AMD’s answer to DLSS 3 is FSR 3.0, but sadly, it’s nowhere near as good. Not only did it take ages to arrive, but its adoption is also moving at a snail’s pace. Maybe in a year, or two, or three, it’ll be more useful, but now, with a mere four titles that support it, FSR 3.0 is a shadow of what it could be.
Dark clouds loom over RDNA 4
This brings us to where we are now. I know that AMD’s released some excellent GPUs; I might go as far as to say that the RX 7800 XT offers unparalleled performance per dollar and should be found in way more PC builds. Regardless, the future of AMD’s GPU lineup has never seemed more uncertain.
Several months have passed since we first heard that AMD may be opting out of the high-end GPU race in RDNA 4. At the time, I said it was a good thing, and I stand by that opinion. This generation has proven that AMD can’t compete against the likes of Nvidia’s RTX 4090, so it might as well stick to the mainstream market where it’s needed the most.
That’s exactly what AMD is said to be doing in RDNA 4. The consensus is that the flagship may rival the RX 7900 XT in performance but be at around $500 in price. That’d certainly put some heat on Nvidia.
It’s just that the RX 7600 XT is making me doubt whether AMD will really go down that path. With that one release, AMD threw away its previous “value first” approach, and it’s hard to tell where it’ll be headed now. I’m worried that we’ll end up with that RX 7900 XT equivalent at a higher price, and that’s something that Nvidia is likely to be able to match or even surpass.
Still, even if RDNA 4 doesn’t turn out to be as amazing as we’d like, we all used to think 2024 would be AMD’s for the taking.
After all, with Nvidia’s RTX 50-series graphics cards reportedly slated for a 2025 release, AMD has the opportunity to strike first and launch its next generation of GPUs well ahead of Nvidia. With limited competition, AMD wouldn’t need to do well; it just needs to be in the right place at the right time. Unfortunately, that might not be the case. If the rumors turn out to be true and Nvidia pushes its next-gen Blackwell GPUs out early, AMD will be overshadowed by cards like the RTX 5090 and the RTX 5080.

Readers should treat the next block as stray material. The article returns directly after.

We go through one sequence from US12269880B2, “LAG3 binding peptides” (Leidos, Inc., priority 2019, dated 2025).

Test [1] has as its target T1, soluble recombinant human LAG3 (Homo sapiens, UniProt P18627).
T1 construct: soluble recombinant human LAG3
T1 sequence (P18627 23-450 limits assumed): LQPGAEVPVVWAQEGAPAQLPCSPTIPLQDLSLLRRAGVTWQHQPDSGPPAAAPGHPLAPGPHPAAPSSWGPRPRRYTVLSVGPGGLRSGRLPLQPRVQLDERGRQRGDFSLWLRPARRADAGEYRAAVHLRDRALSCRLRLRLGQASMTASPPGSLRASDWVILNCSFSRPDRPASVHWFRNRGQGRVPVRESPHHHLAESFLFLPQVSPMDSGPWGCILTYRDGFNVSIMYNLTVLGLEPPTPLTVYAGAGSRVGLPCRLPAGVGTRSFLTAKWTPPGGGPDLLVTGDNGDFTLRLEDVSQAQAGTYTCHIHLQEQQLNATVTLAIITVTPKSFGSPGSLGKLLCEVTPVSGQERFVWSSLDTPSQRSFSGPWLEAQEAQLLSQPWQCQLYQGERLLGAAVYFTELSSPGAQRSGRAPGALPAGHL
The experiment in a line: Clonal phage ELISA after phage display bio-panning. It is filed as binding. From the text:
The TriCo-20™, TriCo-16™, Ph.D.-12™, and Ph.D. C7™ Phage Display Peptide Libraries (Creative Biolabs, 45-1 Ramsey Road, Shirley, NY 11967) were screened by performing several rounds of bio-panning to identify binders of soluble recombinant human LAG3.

But even if that doesn’t turn out to be true, AMD has a lot to prove with RDNA 4. And strangely, AMD has been rather quiet about its next generation of GPUs. RDNA 4 is supposed to be coming out in the second half of 2024, but AMD didn’t say a word about it at CES 2024. Sure, there’s still plenty of time, and it’ll likely host a special launch event when it’s ready, but it would have been nice for that hype to start building up. Right now, things are pretty quiet.
I won’t go as far as to say that RDNA 4 will be a disappointment — we haven’t heard nearly enough information to make such judgment calls. However, I will say that I hoped for more out of RDNA 3. With RDNA 4, I’m keeping my expectations safe and low, and with good reason.
There’s still hope
Although things may sound pretty grim for AMD, there’s still plenty of good stuff to praise it for, which gives me a lot of hope.
While less interesting to many consumers, AMD is also betting heavily on AI. Surprised? Me neither. In a recent interview with CNBC, Victor Peng, president of AMD, said that the AI PC market will expand, and the company is on track to keep up with the growing demand.
To that end, it has recently launched new Instinct MI300X chips, which are graphics processors made to train large language models (LLMs). AMD’s presence in the data center and server landscape is already significant, but Nvidia leads in AI. This is a new opportunity for AMD, and while I’d personally prefer to see it expand in the consumer market, it makes perfect sense that it’s targeting the things that can make it more money right now.
AMD is also doing great in the emerging gaming handheld market, with the Z1 Extreme chip now powering up some of the fastest portable PCs, like the Asus ROG Ally. Intel is trying to break into that segment, too, but this is one place where AMD is currently the undisputed leader of the pack. It’ll be interesting to watch that race unfold.
In 2024, AMD is set to launch its next-gen Ryzen processors and, most likely, RDNA 4 graphics cards. There’ll be plenty of chances to right the wrongs and improve the rights.
This year could be the year of AMD if it plays its cards right. While I no longer have the same unwavering confidence that it will, I’m all the more excited to see it compete against Intel and Nvidia. I just hope that the battle will be equally fierce on all three sides.